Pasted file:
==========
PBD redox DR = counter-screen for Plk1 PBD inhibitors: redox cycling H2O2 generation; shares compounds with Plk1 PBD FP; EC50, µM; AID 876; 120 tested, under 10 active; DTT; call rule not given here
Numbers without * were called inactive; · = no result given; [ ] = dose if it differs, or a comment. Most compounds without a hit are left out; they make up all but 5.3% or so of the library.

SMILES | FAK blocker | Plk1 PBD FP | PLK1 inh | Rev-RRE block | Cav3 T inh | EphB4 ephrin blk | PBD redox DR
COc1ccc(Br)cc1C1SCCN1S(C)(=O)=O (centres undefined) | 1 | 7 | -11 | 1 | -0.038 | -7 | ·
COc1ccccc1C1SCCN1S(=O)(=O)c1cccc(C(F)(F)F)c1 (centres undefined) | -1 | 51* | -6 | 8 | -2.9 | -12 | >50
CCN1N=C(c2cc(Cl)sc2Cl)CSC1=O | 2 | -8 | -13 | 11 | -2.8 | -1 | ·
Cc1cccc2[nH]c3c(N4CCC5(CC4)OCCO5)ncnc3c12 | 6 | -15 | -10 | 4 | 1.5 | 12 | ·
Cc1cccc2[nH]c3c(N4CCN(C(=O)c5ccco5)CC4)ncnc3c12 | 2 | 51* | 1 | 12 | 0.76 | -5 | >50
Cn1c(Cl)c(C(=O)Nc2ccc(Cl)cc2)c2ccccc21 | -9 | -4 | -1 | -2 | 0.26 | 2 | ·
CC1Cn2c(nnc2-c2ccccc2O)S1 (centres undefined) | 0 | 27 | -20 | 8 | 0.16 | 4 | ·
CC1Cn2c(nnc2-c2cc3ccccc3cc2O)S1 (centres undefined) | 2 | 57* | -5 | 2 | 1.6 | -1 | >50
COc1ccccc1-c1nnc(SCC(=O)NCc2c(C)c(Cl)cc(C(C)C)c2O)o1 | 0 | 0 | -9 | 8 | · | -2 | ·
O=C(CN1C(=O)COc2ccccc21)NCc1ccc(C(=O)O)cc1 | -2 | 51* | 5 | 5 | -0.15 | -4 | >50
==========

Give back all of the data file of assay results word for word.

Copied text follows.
PBD redox DR = counter-screen for Plk1 PBD inhibitors: redox cycling H2O2 generation; shares compounds with Plk1 PBD FP; EC50, µM; AID 876; 120 tested, under 10 active; DTT; call rule not given here
Numbers without * were called inactive; · = no result given; [ ] = dose if it differs, or a comment. Most compounds without a hit are left out; they make up all but 5.3% or so of the library.

SMILES | FAK blocker | Plk1 PBD FP | PLK1 inh | Rev-RRE block | Cav3 T inh | EphB4 ephrin blk | PBD redox DR
COc1ccc(Br)cc1C1SCCN1S(C)(=O)=O (centres undefined) | 1 | 7 | -11 | 1 | -0.038 | -7 | ·
COc1ccccc1C1SCCN1S(=O)(=O)c1cccc(C(F)(F)F)c1 (centres undefined) | -1 | 51* | -6 | 8 | -2.9 | -12 | >50
CCN1N=C(c2cc(Cl)sc2Cl)CSC1=O | 2 | -8 | -13 | 11 | -2.8 | -1 | ·
Cc1cccc2[nH]c3c(N4CCC5(CC4)OCCO5)ncnc3c12 | 6 | -15 | -10 | 4 | 1.5 | 12 | ·
Cc1cccc2[nH]c3c(N4CCN(C(=O)c5ccco5)CC4)ncnc3c12 | 2 | 51* | 1 | 12 | 0.76 | -5 | >50
Cn1c(Cl)c(C(=O)Nc2ccc(Cl)cc2)c2ccccc21 | -9 | -4 | -1 | -2 | 0.26 | 2 | ·
CC1Cn2c(nnc2-c2ccccc2O)S1 (centres undefined) | 0 | 27 | -20 | 8 | 0.16 | 4 | ·
CC1Cn2c(nnc2-c2cc3ccccc3cc2O)S1 (centres undefined) | 2 | 57* | -5 | 2 | 1.6 | -1 | >50
COc1ccccc1-c1nnc(SCC(=O)NCc2c(C)c(Cl)cc(C(C)C)c2O)o1 | 0 | 0 | -9 | 8 | · | -2 | ·
O=C(CN1C(=O)COc2ccccc21)NCc1ccc(C(=O)O)cc1 | -2 | 51* | 5 | 5 | -0.15 | -4 | >50